I still do not like the $700 billion Wall Street bail-out, but if there is to be a bail-out it must have as one of its provisions a cap on executive pay and bonuses. Democrats should not vote for any package that does not have the pay caps.
The executive pay in all American corporations has really gotten out of whack and needs to be adjusted. As Social Seppuku tells us, CEOs made 24 times the average worker's salary in 1965. By 1980, the CEO compensation was 40 times an average worker's salary, and today the CEO pay is 374 times the average worker's salary. While worker wages have stagnated, CEO compensation has risen exorbitantly.
Do the Republicans and their Wall Street buddies really expect these kind of ridiculous executive compensations to be paid out of taxpayer monies? We may have to bail these companies out, but we don't have to make their executives obscenely rich off taxpayer money.
Treasury Secretary Paulson opposes the cap on executive pay. He says he's afraid some companies won't participate in the bail-out if executive pay is capped. That sounds stupid to me. Paulson has been telling us that these companies will go bankrupt and cease to exist if they aren't bailed out by the taxpayers.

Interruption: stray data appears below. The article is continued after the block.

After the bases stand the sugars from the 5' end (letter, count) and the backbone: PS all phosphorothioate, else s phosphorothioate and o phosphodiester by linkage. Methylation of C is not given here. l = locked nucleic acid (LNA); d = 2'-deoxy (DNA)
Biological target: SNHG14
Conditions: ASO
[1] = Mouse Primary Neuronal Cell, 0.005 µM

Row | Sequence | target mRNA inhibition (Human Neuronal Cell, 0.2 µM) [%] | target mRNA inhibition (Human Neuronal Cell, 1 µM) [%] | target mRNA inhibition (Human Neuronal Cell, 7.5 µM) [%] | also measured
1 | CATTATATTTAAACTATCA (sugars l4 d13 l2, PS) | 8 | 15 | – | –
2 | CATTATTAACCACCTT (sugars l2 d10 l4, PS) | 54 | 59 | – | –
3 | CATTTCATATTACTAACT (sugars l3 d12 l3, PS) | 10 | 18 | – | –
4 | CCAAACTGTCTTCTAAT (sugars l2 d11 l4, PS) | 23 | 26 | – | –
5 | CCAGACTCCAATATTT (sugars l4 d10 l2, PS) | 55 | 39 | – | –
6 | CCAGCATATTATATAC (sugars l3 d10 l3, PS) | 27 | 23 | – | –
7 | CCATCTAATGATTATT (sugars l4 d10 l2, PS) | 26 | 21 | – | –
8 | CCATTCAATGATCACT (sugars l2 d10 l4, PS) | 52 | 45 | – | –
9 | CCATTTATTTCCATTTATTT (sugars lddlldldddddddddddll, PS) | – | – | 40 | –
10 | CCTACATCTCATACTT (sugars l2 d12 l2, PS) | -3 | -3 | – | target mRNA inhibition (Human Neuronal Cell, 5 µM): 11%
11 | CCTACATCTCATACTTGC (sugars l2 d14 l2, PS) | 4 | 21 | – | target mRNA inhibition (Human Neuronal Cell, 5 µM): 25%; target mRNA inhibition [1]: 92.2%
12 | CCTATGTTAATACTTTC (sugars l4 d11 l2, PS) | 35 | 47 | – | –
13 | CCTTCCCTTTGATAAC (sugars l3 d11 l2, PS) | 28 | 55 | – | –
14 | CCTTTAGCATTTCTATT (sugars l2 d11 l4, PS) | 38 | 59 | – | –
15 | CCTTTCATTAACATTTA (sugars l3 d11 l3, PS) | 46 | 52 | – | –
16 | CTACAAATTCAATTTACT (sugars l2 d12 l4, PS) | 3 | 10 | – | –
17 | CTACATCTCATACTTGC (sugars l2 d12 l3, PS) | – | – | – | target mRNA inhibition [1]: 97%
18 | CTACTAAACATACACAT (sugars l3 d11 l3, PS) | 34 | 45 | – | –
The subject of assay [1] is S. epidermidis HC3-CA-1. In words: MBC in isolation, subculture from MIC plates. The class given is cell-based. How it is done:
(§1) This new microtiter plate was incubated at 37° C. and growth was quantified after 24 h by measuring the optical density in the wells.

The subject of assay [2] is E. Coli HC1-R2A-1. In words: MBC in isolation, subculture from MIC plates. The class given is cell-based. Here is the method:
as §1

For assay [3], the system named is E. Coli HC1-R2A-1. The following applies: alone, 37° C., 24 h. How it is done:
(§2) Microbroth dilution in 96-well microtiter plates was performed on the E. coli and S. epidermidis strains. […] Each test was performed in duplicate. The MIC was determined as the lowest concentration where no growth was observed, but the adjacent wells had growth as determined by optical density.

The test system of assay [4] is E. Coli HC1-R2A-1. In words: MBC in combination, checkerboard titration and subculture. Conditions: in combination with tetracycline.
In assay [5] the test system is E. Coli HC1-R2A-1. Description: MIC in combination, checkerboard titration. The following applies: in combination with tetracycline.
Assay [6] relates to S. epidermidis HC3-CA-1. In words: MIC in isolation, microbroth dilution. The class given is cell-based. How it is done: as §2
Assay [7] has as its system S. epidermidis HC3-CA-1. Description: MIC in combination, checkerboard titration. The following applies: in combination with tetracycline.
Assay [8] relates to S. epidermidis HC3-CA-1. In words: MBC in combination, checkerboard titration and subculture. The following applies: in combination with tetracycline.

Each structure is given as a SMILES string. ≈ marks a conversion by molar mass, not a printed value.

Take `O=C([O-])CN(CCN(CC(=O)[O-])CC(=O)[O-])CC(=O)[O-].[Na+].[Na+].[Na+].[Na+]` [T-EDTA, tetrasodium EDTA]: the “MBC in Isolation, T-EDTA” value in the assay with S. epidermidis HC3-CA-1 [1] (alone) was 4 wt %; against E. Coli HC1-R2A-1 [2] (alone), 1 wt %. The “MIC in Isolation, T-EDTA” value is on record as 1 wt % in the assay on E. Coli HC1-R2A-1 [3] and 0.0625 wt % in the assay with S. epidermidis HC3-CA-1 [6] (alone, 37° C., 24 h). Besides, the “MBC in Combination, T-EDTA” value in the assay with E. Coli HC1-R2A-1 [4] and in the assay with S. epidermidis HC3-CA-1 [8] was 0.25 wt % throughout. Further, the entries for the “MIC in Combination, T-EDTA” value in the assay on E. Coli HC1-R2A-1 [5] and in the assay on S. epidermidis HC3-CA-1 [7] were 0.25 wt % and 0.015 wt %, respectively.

Is he now telling us these companies would rather be put out of business rather than accept executive pay caps? If so, then it is easy to see why these compaies are in trouble. Their executives have put their own greed above what is good for the company.
I say we must proceed with the pay cap as a requirement for getting bail-out money. If a company doesn't want taxpayer money (and the rules that go with it), then they don't have to take it. We should not beg any company or force any company to take bail-out money from the taxpayers.
I like Senator Feinstein's attitude when she said, "I'm told that the reason the Treasury Secretary doesn't want limits on executive compensation is because he believes that an executive then won't bring his company in to partake in any program that is set up. Well here's my response to that. We can put that executive on his boat, take that boat out in the ocean and set it on fire if that's how he feels. That's what should happen, or his company doesn't come in."
(Numbers in above illustrations come from The Economist.)